Everyone knows Australia’s big four banks are huge, accounting as they do for almost one quarter of the value of all the companies on the entire ASX.
But they are actually even bigger than they seem, thanks to a network of other brands and subsidiaries that often carry no obvious sign that they belong to a big bank.
This is part of a controversial practice known as ‘vertical integration’, which sees single companies controlling several links in the supply chain. It’s a practice fraught with potential conflicts of interest, and the big banks absolutely love it.
A prime example of vertical integration – NAB’s deal with realestate.com.au to sell ‘white labelled’ (ie disguised) home loans through the property website.
But there are many, many more such examples of vertical integration. This rifeness combined with the potential conflicts means it will surely be a major focus of the banking royal commission.
So with the first royal commission grilling just a few days away, we thought we’d clarify which brands belong to which banks – just in case you haven’t picked it up yourself.
Most consumers will be familiar with the three smaller banks, St George, Bank of Melbourne and BankSA.
But what they may not realise is that, first, they are wholly owned by Westpac, and second, they are literally the same bank, just branded differently so as not alienate the local clientele.
Of the non-banks in the Westpac family, BT Financial Group is probably the most important. It specialises in superannuation, investments, insurance and financial advice.
Asgard is what is called an investment ‘platform’ – basically an online investment supermarket. It’s used by (probably Westpac-aligned) financial advisers to invest their clients’ money, often in BT’s investment products.
Uno, meanwhile, is an online mortgage broker. In the company’s “about us” section, it laments the “lack of transparency” in the mortgage broking market.
Ironically there is almost no sign on the website that Uno is majority-owned by major mortgage lender Westpac.
Hastings, meanwhile, is a major infrastructure investor that invests huge sums of money on behalf of superannuation funds.
We’ve already talked about UBank and realestate.com.au Home Loan in the previous article, so let’s start with MLC.
MLC is NAB’s answer to BT – a superannuation, investment and financial advice company.
Plum is part of MLC, and specifically provides default workplace superannuation products. It sells super to employers, who then default their employees into the fund if those employees fail to nominate their own fund.
JBWere is a ‘wealth manager’ – i.e. a high-class financial adviser that manages money for the very rich.
Advantedge is a company that builds ‘white label’ home loans for companies like realestate.com.au who want to offer home loans, but don’t have the licence, capital or expertise to do so..
Commonwealth Bank of Australia has owned Perth-based bank Bankwest outright since 2008, when it bought it off global banking giant HBOS. If you bank with Bankwest, you bank with CBA.
Colonial First State is CBA’s answer to MLC and BT – a superannuation and investment company.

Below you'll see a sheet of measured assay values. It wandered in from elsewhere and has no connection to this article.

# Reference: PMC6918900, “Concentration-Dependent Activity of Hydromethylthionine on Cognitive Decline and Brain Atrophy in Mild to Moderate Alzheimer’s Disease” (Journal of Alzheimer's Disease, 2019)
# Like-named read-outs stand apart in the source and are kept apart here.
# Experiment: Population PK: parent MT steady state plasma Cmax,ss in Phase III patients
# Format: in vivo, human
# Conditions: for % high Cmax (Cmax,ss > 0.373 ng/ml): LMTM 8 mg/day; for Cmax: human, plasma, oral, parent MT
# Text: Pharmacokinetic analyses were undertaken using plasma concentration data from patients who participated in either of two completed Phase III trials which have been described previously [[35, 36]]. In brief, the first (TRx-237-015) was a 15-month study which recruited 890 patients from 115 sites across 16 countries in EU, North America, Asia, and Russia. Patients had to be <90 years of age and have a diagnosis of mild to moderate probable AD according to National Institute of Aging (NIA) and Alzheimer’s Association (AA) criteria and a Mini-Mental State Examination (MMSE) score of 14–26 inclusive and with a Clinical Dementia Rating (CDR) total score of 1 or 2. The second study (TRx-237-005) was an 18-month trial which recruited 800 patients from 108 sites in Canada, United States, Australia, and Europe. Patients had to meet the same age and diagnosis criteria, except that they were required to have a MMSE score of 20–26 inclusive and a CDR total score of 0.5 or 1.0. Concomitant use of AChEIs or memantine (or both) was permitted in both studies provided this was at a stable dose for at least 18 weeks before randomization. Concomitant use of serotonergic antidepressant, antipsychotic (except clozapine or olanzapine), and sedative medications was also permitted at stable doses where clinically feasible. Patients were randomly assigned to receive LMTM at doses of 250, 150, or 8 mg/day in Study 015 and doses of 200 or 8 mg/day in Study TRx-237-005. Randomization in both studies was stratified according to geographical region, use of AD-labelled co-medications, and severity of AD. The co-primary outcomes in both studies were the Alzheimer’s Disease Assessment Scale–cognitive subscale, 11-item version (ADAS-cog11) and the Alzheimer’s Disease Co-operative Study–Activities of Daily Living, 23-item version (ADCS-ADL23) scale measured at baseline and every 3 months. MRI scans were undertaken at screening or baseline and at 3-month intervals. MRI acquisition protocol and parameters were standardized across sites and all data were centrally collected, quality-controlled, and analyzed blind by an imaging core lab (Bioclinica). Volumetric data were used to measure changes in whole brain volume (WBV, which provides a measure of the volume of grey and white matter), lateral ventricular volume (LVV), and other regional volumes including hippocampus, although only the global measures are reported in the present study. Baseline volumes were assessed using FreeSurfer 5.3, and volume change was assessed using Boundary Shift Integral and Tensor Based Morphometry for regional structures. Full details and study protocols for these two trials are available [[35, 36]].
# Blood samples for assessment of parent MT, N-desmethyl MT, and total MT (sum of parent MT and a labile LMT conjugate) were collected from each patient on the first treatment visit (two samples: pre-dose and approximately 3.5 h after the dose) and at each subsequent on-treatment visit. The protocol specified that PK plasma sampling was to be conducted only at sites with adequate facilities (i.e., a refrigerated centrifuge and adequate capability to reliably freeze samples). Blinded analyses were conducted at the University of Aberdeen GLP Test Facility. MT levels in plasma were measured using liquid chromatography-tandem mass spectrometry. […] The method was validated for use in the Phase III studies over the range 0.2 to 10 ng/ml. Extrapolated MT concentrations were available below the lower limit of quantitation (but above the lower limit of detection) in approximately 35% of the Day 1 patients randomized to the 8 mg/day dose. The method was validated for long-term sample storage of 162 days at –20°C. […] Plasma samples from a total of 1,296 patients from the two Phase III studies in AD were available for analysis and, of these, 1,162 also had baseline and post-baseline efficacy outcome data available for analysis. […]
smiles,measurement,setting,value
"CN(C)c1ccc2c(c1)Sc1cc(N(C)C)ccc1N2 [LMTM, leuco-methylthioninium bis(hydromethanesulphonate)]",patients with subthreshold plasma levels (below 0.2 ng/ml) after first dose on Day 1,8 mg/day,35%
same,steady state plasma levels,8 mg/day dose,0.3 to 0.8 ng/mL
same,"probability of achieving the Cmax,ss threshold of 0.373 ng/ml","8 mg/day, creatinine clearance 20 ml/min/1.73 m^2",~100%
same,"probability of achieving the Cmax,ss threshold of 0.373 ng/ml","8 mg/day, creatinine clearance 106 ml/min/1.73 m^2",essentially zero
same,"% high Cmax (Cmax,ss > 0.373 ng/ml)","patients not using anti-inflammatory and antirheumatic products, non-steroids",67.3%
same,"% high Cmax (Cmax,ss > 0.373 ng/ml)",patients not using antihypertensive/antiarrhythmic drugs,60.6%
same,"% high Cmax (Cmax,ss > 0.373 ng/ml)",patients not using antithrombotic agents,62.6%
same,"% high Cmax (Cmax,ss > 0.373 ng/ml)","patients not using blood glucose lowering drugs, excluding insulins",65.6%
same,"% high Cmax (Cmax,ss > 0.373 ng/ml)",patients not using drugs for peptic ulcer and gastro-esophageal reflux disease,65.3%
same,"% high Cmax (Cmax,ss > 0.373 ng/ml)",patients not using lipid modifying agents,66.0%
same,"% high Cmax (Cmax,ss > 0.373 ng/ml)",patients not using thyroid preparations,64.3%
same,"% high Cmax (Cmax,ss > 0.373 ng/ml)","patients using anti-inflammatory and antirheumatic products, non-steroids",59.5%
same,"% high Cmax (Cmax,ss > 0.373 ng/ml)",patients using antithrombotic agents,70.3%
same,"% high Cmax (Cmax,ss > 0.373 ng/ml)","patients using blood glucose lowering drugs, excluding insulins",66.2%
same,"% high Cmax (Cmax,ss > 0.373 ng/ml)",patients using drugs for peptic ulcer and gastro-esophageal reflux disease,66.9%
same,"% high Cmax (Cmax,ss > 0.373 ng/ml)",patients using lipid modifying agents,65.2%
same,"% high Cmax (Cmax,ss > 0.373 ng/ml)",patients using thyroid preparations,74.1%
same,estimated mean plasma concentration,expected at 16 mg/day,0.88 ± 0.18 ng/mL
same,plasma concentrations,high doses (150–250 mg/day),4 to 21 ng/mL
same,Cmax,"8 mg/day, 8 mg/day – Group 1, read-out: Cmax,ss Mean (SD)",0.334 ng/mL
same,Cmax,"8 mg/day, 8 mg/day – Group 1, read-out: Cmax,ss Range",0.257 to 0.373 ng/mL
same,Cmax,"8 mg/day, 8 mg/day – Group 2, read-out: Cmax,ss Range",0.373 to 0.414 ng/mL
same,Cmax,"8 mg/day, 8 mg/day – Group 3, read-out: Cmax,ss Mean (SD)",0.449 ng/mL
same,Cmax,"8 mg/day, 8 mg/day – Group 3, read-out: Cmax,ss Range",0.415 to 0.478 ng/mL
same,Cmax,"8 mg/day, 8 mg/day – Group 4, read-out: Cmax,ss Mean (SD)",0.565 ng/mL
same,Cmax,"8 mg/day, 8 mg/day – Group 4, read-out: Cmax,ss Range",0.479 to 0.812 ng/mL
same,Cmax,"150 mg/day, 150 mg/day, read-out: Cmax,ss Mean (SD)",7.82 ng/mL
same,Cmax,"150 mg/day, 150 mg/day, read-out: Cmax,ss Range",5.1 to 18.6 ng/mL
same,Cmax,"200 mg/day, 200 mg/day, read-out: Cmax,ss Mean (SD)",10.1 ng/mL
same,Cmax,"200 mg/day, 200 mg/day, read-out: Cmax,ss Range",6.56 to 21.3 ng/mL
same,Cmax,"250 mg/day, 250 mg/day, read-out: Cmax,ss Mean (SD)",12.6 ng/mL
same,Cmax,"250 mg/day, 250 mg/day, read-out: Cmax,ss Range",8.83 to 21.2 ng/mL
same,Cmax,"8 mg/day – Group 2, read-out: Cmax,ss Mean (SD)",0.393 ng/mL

Importantly, CBA has said it wants to sell the investment management part of this business, Colonial First State Asset Management. This is a definite move away from vertical integration. Westpac is moving in the same direction, having sold off the vast majority of BT Investment Management (a separate business from BT Financial Group).
Despite carrying no CBA branding, colourful businessman ‘Aussie John’ Symond’s Aussie Home Loans is 100 per cent owned by Australia’s biggest bank.
Finally, Count is a company that combines accountancy services with financial advice.
Which brings us on to a subject that would need an article all of its own. Australia’s big four banks plus AMP control well over 80 per cent of Australia’s financial advisers.
Much of the time, though, you would have no idea because the advisers appear to be independent small businesses.
ANZ’s only subsidiary of note that is not ANZ-branded appears to be OnePath, a wealth business like BT and Colonial First State, which ANZ is in the process of splitting up and selling off to IOOF and Zurich.
This lack of separately branded subsidiaries makes ANZ by far the most transparent of the big four.
This article originally appeared in the New Daily
For the past two years ASIC has been reviewing the vertically integrated business models that the big four banks and AMP use in their financial advice arms to flog customers inhouse bank products. The regulator wanted to see whether the models served customers or just financial institutions.
A report on ASIC’s review released in January found 75 per cent of advice files reviewed did not demonstrate compliance with the duty to act in the best interest of clients. Of that, 10 per cent were found to have contained advice that would have left the customer significantly worse off.
Responding to Senator Hume’s hope industry super would be included in the ASIC review, Industry Super Australia chief executive David Whiteley said: “The banks selling of super and other financial products through financial planners and other staff seems driven by profit rather than providing consumers with impartial financial advice.”